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October 19, 2007 | New Line Cinema | 122 minutes
Directed by: Gavin Hood | Written by: Kelley Sane | Cinematography: Dion Beebe | Editing: Megan Gill | Costume Design: Michael Wilkinson | Production Design: Barry Robison | Music: Paul Hepker, Mark Kilian
When Egyptian-born engineer Anwar El-Ibrahimi (Omar Metwally) vanishes on a routine flight from South Africa to Washington, his wife (Reese Witherspoon), who is heavily pregnant with their second child, embarks on a frantic international search for her missing husband, receiving no help from the CIA. At the same time, a CIA analyst (Jake Gyllenhaal) arrives at a clandestine detention facility outside the USA. As the interrogation of El-Ibrahimi gets under way, the CIA analyst is profoundly shaken by the unorthodox methods used by the man's captors, and begins to reevaluate his assignment.
Cast: Jake Gyllenhaal (Douglas Freeman), Reese Witherspoon (Isabella El-Ibrahimi), Alan Arkin (Senator Hawkins), Meryl Streep (Corrinne Whitman), Peter Sarsgaard (Alan Smith), Omar Metwally (Anwar El-Ibrahimi), Yigal Naor (Abasi Fawal), Moa Khouas (Khalid), Zineb Oukach (Fatima)

“Rendition” centers on the controversial CIA practice of extraordinary rendition – the abduction and illegal transfer of a person from one nation to another. “Torture by proxy” is used by some critics to describe situations in which the United States and the United Kingdom have transferred suspected terrorists to other countries in order to torture the suspect beyond the legal protection of the first country. The film combines three stories – that of a kidnapped terrorist suspect and his wife’s search for him. There’s the young CIA analyst and his older North African colleague, who execute the rendition. The third story is about the colleague’s young daughter, who gets involved in a terrorist attack. In the Washington episode of the film, Meryl Streep portrays the head of counter terrorism for the CIA. Director Gavin Hood relished the opportunity to work with the legendary actress. “Possibly the greatest privilege on this movie was to work with Meryl, and I know it sounds sort of sycophantic to say, but it is true,” he says. “She is an icon and I can only say she is a consummate professional and so kind to everyone and completely disciplined. When you are ready, she is ready.” Reese Witherspoon adds, “Working with Meryl – Wow! I’ve been lucky enough to meet her socially, so I knew she was a doll. She is honestly the nicest person, so lovely and gifted, but also a wonderful mother and completely down to earth.” “Rendition”, which was first shown at the Toronto Film Festival, was met with mixed reviews – its low box-office reception can be partly blamed on the wave of anti-war and war-critical films that released in 2007 and 2008, all to underwhelming results.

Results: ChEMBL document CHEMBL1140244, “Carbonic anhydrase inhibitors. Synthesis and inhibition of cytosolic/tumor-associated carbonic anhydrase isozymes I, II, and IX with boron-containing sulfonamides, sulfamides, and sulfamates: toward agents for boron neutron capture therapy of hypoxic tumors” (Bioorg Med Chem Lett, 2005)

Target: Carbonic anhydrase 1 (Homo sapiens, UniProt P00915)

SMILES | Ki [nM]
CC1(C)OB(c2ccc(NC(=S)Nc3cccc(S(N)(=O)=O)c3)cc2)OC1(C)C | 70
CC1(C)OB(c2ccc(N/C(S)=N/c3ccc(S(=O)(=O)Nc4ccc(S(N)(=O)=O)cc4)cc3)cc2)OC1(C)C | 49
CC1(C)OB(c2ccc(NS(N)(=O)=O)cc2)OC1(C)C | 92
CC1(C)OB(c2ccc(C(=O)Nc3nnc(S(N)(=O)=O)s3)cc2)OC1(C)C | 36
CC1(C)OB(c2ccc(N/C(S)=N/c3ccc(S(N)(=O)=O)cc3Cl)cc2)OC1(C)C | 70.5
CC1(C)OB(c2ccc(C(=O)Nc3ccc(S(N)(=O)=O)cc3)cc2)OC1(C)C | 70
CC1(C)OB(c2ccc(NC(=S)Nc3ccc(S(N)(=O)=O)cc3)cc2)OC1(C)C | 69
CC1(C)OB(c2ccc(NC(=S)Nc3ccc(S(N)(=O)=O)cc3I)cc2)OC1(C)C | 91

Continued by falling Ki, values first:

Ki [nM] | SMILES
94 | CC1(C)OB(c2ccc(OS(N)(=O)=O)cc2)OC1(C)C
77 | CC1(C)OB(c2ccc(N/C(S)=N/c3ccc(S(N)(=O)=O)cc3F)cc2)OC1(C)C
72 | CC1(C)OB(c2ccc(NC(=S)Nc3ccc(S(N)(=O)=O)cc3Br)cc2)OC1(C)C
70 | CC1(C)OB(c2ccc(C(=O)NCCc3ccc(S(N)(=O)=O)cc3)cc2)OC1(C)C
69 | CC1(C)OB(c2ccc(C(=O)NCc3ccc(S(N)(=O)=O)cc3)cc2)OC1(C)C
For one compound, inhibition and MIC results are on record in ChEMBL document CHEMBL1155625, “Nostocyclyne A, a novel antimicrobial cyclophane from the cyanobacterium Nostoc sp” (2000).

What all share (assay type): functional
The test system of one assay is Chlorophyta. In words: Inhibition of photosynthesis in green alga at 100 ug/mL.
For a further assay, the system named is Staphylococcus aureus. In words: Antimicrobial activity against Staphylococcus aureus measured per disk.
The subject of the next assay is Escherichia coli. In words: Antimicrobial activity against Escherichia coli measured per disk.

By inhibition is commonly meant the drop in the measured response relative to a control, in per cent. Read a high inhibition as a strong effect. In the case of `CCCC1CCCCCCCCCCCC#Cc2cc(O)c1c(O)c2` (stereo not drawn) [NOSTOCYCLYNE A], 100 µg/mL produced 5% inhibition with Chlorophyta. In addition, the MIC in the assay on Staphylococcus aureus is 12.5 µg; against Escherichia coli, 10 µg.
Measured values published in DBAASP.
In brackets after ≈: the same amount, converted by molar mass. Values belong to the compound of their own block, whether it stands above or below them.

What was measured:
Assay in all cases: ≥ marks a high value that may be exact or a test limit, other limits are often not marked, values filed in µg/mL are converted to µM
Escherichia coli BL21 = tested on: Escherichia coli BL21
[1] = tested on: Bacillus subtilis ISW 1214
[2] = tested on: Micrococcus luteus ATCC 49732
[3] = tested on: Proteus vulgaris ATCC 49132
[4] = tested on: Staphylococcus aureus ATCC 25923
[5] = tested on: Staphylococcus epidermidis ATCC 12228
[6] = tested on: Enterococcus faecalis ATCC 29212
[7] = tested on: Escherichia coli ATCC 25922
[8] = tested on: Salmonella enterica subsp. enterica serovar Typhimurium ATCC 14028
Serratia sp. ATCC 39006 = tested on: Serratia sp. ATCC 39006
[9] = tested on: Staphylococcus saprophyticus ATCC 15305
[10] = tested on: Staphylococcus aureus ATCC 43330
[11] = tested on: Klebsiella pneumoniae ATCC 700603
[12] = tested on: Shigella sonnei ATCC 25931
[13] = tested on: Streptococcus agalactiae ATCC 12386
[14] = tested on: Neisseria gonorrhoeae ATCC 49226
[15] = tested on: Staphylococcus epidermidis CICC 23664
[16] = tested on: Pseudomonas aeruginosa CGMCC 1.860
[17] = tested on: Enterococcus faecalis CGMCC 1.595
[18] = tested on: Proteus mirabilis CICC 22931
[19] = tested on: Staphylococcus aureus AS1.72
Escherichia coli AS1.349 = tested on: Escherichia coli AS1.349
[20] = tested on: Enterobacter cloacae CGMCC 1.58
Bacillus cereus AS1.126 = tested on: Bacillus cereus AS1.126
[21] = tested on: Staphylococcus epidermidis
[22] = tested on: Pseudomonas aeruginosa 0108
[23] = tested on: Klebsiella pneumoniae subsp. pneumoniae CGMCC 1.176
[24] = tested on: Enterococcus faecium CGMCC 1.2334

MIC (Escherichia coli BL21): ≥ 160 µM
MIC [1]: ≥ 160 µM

“Rendition”, as mentioned above, was one of the many war-critical films that released in the 2007/2008 season – including “Lions for Lambs”, “In the Valley of Elah”, “Redacted” and “Stop Loss”. Many of those were blasted for painting too negative an image of America and the way it deals with terrorism. While “Rendition” has its pace and thrill, I found it only a medicore attempt at such an important and sensitive issue. I also found the leading actors too young to convince in their parts. Reese Witherspoon feels overwhelmed at times as the wife in search of her missing husband, a storyline and performance that was done much better in the previous films, see Sissy Spacek in “Missing”. I also found Jake Gyllenhaal miscast in the role of the CIA analyst – surely these two have box office appeal, but I found neither of them credible in their respective performances. Meryl Streep only has a few scenes and delivers an explanation on why she heads such a controversial position at the CIA. Still, I felt that one storyline less would have given the film more time to draw a better picture of who these people are. Recommended to those who like a conventional political thriller, for those interested in extraordinary renditions, a well-researched documentary would fare better.

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